Several Airlines Add COVID-19 Testing Options to help travelers feel more at ease when taking to the sky
Flying right now can be a jumble of emotions. Excitement because it seems that we might be getting nuggets of “normalcy” back. Fear because we’re in closed and close quarters with a bunch of strangers we know nothing about. Aprehension because flights are either really empty or a little too full for our liking. And so many more.
We recently took our first flight since March. In fact my last flight was two days before Colorado went into “quarantine”. I left a work conference on a Friday in March and while I was sitting in the terminal headed back to Denver, every single news channel was talking about how the country was on a verge of a shutdown and panic was setting in along with a lot of confusion.
Our recent flight was from Denver to Orlando. We typically take an early morning flight when headed to Orlando but our “usual” flight was not available. So, we took a flight a couple hours later. When we got to the airport, it was empty.
We flew Southwest which is what we fly 90% of the time. Denver is a hub for Southwest and at a time when the airport would normally be teeming with business travelers and families, there were only a few brave souls.
The Plan For The Planes
What are some new tactics airlines are looking at to bring people back to the friendly skies?
According to some experts, it will likely be years before the travel industry is thriving as it was before the pandemic.
The thought of being stuck in a small enclosed space, with recycled air is pretty scary to a number of people during a pandemic. In addition, millions of Americans are on unemployment and are unsure of the direction their careers will take as the pandemic drags on. Travel is not a priority for a a lot of people right now.
Between the fear and the financials, the airline industry is suffering. The travel industry in general is suffering. Which is not a good thing for the city and state economies who depend on that revenue.
Some airlines are either independently or in partnership with high tourism areas, providing Covid-19 testing to travelers. Other airlines are on the hunt for vaccination-related business opportunities.
Incorporating Covid-19 Testing Into Travel
In the US, airlines including United, American Airlines, and Hawaiian Airlines are offering options for Covid-19 testing to passengers traveling to the state of Hawaii.
With a negative test result, travelers will be exempt from the state’s two-week quarantine requirements for new arrivals.
A similar program is in the works for American Airlines. They are looking to implement a similar program for some people traveling to Jamaica and Costa Rica.
According to Aaron McMillan, United Airlines’ operations policy and support managing director, the airline wouldn’t keep records of a traveler’s personal health information. However, United would get notified from a testing partner “that said customer wouldn’t be able to travel that day” and the airline “would make the necessary arrangements,”.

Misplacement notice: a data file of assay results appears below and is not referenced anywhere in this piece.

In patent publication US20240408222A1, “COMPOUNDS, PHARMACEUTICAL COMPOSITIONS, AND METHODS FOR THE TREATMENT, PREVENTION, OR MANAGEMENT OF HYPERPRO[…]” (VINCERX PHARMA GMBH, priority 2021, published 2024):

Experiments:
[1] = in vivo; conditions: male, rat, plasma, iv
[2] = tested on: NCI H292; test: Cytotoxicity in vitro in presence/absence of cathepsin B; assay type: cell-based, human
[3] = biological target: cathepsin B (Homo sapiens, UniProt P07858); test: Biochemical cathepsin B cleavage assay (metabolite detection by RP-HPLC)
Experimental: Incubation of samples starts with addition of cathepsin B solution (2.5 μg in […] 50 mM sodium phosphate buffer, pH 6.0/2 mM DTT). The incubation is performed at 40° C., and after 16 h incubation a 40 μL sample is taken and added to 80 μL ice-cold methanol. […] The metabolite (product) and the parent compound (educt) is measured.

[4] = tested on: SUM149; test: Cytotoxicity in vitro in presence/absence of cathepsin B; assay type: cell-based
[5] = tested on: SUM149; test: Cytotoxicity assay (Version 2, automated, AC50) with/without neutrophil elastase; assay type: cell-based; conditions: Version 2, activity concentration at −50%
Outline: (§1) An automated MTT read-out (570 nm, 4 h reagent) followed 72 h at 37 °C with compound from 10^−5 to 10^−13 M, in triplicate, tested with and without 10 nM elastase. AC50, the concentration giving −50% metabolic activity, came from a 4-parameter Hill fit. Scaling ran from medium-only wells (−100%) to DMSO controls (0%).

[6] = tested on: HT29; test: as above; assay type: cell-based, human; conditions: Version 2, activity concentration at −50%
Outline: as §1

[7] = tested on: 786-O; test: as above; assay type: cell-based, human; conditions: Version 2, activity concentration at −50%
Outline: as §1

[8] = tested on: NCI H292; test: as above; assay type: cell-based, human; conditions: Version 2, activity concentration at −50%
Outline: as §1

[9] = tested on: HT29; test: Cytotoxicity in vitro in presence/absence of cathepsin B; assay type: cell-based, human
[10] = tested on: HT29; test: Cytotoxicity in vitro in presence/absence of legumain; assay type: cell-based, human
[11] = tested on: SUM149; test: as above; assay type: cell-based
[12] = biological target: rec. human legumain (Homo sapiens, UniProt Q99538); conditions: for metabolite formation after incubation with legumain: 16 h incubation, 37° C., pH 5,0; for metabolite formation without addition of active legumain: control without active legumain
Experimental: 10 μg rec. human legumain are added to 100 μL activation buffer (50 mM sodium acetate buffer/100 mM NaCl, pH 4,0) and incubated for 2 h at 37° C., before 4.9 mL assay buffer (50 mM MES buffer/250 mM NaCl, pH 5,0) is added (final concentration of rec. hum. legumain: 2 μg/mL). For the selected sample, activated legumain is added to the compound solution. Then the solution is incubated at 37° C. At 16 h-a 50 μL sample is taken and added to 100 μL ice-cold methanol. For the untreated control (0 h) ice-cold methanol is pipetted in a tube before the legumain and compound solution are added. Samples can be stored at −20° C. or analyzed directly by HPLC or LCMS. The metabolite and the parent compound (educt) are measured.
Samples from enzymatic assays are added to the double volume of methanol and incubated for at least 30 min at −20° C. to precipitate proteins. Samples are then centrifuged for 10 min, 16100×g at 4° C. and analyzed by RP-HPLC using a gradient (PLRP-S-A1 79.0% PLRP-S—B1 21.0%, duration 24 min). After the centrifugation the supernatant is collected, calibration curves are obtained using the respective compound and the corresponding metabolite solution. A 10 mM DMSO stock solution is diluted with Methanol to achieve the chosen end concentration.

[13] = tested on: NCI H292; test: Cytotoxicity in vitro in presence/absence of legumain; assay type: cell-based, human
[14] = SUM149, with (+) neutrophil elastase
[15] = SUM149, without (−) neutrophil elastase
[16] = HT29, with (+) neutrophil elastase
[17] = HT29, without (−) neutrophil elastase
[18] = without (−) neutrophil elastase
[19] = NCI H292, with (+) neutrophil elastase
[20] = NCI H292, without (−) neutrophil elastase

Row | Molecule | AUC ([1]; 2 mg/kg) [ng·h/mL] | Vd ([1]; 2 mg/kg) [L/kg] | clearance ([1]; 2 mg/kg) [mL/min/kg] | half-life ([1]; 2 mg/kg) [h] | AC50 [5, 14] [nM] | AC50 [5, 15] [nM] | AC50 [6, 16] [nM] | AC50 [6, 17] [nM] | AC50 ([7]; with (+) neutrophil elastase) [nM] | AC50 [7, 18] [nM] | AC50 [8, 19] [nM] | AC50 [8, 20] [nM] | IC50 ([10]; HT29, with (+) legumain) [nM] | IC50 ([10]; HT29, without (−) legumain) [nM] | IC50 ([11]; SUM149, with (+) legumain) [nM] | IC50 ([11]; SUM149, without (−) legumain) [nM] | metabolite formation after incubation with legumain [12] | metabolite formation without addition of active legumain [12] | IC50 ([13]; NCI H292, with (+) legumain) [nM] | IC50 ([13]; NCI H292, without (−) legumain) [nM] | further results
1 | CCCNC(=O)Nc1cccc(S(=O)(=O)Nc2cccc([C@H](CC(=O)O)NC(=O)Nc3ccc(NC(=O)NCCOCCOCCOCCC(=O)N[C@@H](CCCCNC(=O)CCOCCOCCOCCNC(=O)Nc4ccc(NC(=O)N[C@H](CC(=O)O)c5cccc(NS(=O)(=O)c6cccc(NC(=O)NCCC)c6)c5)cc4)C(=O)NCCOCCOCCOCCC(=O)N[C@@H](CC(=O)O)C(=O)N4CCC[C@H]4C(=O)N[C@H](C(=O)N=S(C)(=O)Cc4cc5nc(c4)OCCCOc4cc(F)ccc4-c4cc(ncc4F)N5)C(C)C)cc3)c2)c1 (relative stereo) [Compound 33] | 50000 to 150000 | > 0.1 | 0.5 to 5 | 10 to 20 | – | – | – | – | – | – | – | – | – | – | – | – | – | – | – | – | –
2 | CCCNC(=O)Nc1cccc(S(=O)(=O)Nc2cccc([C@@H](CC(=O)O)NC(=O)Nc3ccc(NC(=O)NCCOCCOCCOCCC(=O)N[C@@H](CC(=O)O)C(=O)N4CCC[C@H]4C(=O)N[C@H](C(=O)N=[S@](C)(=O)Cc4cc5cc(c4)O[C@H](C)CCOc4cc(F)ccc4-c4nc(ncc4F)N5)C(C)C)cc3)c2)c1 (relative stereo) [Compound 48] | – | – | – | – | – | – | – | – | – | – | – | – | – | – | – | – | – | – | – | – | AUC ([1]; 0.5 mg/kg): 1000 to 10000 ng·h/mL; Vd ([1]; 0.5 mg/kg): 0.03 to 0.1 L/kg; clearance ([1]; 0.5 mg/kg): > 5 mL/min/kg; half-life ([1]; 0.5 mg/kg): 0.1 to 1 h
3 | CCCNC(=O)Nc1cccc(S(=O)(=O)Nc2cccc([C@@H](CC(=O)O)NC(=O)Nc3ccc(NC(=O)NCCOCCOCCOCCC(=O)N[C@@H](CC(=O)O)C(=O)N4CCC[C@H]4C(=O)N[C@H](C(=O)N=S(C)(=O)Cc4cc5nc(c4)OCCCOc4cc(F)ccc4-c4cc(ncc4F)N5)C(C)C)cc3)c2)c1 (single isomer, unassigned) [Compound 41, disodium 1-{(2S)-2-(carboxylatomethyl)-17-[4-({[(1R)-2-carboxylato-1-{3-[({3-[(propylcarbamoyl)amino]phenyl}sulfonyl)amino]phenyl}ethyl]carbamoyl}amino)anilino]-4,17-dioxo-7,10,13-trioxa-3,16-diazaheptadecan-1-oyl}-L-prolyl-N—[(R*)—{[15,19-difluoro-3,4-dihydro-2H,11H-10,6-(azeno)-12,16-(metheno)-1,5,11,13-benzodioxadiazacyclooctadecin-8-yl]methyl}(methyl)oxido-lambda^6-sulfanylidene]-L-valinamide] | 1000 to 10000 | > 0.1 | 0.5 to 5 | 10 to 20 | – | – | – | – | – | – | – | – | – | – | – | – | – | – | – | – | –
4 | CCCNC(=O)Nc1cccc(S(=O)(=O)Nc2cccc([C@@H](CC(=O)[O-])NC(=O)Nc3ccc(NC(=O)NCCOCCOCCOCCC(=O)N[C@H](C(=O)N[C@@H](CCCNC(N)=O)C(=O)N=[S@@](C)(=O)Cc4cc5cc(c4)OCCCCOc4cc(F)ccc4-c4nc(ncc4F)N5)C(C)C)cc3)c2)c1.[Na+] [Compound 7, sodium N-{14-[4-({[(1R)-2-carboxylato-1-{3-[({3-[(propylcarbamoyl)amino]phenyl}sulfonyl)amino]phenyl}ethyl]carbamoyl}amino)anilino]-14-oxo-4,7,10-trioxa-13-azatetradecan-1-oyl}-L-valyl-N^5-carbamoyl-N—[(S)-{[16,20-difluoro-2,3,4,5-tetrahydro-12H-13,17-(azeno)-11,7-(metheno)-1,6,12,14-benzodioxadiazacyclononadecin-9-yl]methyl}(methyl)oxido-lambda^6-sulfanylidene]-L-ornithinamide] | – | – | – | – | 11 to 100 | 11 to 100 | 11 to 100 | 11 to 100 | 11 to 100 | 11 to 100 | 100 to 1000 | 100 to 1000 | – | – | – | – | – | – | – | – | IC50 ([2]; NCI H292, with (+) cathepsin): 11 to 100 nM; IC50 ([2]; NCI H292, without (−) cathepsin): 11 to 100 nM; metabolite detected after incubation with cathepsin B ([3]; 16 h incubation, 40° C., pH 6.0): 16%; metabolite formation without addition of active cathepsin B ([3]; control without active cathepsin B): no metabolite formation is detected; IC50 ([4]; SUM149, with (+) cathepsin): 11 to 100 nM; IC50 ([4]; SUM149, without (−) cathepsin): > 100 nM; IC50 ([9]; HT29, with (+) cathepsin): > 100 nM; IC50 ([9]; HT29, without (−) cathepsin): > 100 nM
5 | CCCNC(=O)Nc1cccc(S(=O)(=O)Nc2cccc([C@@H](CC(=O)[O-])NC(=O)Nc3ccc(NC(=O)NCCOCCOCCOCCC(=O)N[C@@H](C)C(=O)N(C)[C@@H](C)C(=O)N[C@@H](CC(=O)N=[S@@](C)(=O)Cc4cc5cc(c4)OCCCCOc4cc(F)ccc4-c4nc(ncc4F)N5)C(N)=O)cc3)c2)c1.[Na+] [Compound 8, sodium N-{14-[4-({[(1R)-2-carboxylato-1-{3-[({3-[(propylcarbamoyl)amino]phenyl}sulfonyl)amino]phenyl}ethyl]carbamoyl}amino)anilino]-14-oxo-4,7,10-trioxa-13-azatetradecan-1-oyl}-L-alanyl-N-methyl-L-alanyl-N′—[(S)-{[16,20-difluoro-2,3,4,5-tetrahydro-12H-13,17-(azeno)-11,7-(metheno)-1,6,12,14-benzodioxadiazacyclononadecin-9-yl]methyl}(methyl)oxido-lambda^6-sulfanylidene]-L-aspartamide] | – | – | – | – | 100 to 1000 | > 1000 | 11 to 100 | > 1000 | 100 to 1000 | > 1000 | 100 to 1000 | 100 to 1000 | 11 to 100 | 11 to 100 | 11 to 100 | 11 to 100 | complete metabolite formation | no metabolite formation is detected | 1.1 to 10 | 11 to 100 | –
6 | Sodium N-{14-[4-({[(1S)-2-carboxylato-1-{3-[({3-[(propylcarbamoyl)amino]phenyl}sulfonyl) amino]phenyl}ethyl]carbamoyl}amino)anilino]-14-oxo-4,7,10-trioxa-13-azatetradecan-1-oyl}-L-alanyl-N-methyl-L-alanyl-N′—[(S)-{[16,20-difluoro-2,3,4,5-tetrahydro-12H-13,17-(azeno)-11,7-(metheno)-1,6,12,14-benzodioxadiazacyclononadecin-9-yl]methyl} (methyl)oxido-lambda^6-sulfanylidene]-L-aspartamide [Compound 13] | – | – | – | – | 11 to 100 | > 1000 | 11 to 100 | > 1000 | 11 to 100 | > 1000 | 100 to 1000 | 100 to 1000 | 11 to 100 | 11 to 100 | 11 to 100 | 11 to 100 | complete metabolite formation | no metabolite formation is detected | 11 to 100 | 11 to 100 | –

International travelers have already seen in-airport tests. Some airports in the United States like Tampa International Airport and Oakland Airport have opened Covid-19 testing sites of their own. More are planning to join.
XpresSpa, a company that normally provides in-terminal spa treatments for travelers, announced that, they will begin offering Covid-19 tests at some airports. The tests will cost between $75 and $200 depending on the type of test. Appointments and walk-ins are accepted.
In addition, XpresSpa has also said they are involved in discussions with “health passport apps” and looking into creating air bridges between specific cities.
The Transportation Security Administration has also made some changes. Instead of a human officer confirming the validity of someone’s identification card, TSA is now piloting a self-service checkpoint using a biometrics-based algorithm designed to confirm that a live photo of a person matches their ID.
Clear, which allows customers to bypass security lines has started to offer Health Pass. This is a biometric-based way of tracking peoples’ health status that was used, notably, to help conduct the National Hockey League playoffs in Canada. Clear has recently announced they will integrate Covid-19 test lab results from LabCorp and Quest into Health Pass.
The Future of Flying
The Centers for Disease Control and Prevention, which has issued guidance for air travel, estimated last month that close to 11,000 people were exposed to Covid-19 on flights, according to the Washington Post.
According to the Mayo Clinic notes, airplanes have sophisticated air filtration systems that can limit the spread of the virus, but airports and contact with other passengers throughout the airport and travel process increases the risk of exposure and spread.
Some airports have been visibly flexing their sanitation muscles by upping their procedures and doing so in a very visible manner.
The Australian company Elenium, for instance, has debuted contactless Covid-19 airport kiosks that can hear peoples’ voices and respond to their head movements. These kiosks are now installed in airports in the Middle East, the US, and Australia.
Many experts expect contactless procedures to increase throughout the entire flying process.